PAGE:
Can ACC withstand conference expansion? Could a partnership with the Pac-12 work?

By Jerry Ratcliffe

acc footballDon’t know whose idea it was originally to present a grant of rights contract to ACC members, but it came during the watch of former commission John Swofford, who saw it through.

Perhaps that forethought is the only thing preventing all hell breaking loose in the conference only days after USC and UCLA sent shock waves through the collegiate athletic landscape with the jump from the Pac-12 to the Big 10. For now, it appears, the ACC is holding firm, while exploring options to secure its future.

Any ACC member that would bolt to a new league under the current grant of rights structure, would legally have to pay an exit fee well north of $100 million or face serious litigation, which universities disdain. Such a jump wouldn’t be worth the money or legal battles for any ACC school at this point and the grant of rights contract runs through 2036.

Meanwhile, there are a lot of discussions going on behind closed doors about what league will try to establish itself as the No. 3 conference in America, the Big 12 or the ACC. Clearly the SEC and Big Ten are the “Power 2” and will remain that way.

Nobody wants to be No. 4, so the Big 12 and the ACC are exploring how to become No. 3.

The Big 12 is talking to Oregon, Washington, Utah, Colorado, Arizona and Arizona State about joining its conference. That would leave Stanford, Cal, Oregon State and Washington State out in the cold.

Our ACC isn’t taking this mildly. While it is somewhat safeguarded by the grant of rights contract, the ACC is being proactive. The 15 athletic directors met virtually this week and discussed most every possible scenario and the one with the Pac-12 is the most interesting.

The ACC and Pac-12 discussed a “loose partnership,” meaning there could be some regular season crossover games in addition to playing a “championship game” in Las Vegas. There were no details if the ACC would abandon its own league championship or if its regular season champion would face the champion of the Pac-12 in Vegas.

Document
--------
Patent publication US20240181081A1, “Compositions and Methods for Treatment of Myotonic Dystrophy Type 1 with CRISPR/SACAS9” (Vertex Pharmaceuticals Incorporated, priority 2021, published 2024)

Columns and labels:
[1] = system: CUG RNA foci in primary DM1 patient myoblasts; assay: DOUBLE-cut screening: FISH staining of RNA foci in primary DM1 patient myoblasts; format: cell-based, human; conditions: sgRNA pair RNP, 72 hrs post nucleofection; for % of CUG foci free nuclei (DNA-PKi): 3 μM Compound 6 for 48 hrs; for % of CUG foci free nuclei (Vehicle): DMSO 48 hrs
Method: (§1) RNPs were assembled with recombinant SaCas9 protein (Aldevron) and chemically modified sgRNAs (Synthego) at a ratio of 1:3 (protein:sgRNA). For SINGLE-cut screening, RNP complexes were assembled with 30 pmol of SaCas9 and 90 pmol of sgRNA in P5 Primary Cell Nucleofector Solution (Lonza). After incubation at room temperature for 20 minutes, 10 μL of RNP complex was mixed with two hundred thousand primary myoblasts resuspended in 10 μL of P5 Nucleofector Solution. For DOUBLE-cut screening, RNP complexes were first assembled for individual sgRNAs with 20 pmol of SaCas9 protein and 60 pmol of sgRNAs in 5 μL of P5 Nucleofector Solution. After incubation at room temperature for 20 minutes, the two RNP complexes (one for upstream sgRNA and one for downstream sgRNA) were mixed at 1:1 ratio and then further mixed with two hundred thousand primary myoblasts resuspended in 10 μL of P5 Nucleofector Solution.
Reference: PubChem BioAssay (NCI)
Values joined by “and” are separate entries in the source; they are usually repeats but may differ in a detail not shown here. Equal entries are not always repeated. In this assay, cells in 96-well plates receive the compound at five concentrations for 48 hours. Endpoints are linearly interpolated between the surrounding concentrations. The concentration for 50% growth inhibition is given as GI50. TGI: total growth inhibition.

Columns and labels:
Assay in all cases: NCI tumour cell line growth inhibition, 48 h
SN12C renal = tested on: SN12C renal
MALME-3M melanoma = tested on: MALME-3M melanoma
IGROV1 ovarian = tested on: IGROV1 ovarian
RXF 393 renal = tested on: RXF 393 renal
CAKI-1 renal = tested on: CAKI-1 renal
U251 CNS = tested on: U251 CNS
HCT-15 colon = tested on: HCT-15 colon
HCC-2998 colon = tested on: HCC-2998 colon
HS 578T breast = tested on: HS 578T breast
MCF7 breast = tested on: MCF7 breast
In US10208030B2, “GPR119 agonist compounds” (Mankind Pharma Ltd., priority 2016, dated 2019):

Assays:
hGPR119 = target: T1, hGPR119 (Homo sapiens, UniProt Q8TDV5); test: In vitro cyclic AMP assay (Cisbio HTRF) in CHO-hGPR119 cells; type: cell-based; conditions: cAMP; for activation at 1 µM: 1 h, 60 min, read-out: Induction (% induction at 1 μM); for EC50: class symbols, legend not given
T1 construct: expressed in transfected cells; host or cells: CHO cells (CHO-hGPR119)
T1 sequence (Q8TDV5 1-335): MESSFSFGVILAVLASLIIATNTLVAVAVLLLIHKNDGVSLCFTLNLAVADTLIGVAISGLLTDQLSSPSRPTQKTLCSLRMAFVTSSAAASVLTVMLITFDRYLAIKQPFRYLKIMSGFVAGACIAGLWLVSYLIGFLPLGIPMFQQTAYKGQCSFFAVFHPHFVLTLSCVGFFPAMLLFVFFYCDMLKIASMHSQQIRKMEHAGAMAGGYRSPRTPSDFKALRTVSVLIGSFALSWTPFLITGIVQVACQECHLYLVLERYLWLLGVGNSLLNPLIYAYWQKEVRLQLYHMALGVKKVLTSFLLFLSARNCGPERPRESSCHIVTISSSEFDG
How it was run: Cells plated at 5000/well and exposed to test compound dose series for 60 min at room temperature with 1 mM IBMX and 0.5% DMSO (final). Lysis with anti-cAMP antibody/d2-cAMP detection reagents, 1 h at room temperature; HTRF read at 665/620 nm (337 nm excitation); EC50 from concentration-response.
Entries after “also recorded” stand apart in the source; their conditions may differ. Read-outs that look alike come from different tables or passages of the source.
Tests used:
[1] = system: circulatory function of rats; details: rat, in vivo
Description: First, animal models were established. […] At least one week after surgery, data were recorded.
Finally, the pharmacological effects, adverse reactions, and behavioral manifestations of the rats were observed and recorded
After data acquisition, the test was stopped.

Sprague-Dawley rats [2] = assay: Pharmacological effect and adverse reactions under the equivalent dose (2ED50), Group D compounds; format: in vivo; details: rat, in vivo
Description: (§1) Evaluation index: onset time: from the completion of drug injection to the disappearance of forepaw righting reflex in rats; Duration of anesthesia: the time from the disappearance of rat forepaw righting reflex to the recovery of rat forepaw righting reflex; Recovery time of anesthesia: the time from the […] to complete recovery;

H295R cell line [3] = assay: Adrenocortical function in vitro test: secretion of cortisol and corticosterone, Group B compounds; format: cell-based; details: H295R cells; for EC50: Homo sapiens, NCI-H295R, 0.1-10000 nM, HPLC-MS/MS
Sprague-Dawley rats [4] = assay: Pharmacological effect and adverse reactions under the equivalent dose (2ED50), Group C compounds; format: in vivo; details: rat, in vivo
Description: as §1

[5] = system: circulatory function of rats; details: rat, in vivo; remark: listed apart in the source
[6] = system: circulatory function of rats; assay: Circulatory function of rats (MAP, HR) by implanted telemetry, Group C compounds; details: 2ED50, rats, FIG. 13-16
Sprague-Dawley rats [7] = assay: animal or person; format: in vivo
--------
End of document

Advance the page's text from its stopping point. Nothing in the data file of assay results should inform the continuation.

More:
Such a loose union would offer up a semi bicoastal partnership, which could be attractive to ESPN (lets be honest here, all of this gobbling up of leagues is being driven by television and greed). According to data, the Pac-12, without the two L.A. schools, is much less attractive to TV, down from $42 million to $30 million.

In an unconfirmed rumor, it has been reported that Virginia, North Carolina and Duke have agreed to a verbal pact that if things go sideways, they would go as a package deal to another league, probably the Big Ten rather than the SEC, which would be more likely to pursue Clemson, Florida State and Miami.

UVA, UNC and Duke are all ranked among the top 60 academically accredited schools in the Power 5, which makes that trio more attractive to the Big Ten, which puts a premium on that aspect.

Should the ACC attempt to expand, it would open up a Pandora’s Box in that the grant of rights being renegotiated, risking that schools could bolt or debate a lower exit fee, according to some sources.

Everyone wants Notre Dame and one can bet that TV money will put up a strong push to get the Irish to jump. Notre Dame fiercely desires to remain independent, but how much longer will it be feasible for the Irish to do so?

 

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